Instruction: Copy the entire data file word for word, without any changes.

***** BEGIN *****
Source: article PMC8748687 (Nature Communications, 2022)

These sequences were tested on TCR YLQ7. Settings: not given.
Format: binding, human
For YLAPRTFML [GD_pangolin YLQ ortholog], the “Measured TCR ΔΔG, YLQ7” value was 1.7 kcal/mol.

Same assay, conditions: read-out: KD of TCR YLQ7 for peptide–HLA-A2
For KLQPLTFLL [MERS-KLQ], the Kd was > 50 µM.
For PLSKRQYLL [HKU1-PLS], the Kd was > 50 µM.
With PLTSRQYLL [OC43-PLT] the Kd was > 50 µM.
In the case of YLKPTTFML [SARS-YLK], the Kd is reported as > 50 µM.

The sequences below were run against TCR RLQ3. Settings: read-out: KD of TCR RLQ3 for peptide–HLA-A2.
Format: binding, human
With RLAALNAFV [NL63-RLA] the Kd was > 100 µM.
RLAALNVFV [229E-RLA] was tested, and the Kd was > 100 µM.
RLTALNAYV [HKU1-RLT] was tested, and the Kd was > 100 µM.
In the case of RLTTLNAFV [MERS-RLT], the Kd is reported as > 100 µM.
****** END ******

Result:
Source: article PMC8748687 (Nature Communications, 2022)

These sequences were tested on TCR YLQ7. Settings: not given.
Format: binding, human
For YLAPRTFML [GD_pangolin YLQ ortholog], the “Measured TCR ΔΔG, YLQ7” value was 1.7 kcal/mol.

Same assay, conditions: read-out: KD of TCR YLQ7 for peptide–HLA-A2
For KLQPLTFLL [MERS-KLQ], the Kd was > 50 µM.
For PLSKRQYLL [HKU1-PLS], the Kd was > 50 µM.
With PLTSRQYLL [OC43-PLT] the Kd was > 50 µM.
In the case of YLKPTTFML [SARS-YLK], the Kd is reported as > 50 µM.

The sequences below were run against TCR RLQ3. Settings: read-out: KD of TCR RLQ3 for peptide–HLA-A2.
Format: binding, human
With RLAALNAFV [NL63-RLA] the Kd was > 100 µM.
RLAALNVFV [229E-RLA] was tested, and the Kd was > 100 µM.
RLTALNAYV [HKU1-RLT] was tested, and the Kd was > 100 µM.
In the case of RLTTLNAFV [MERS-RLT], the Kd is reported as > 100 µM.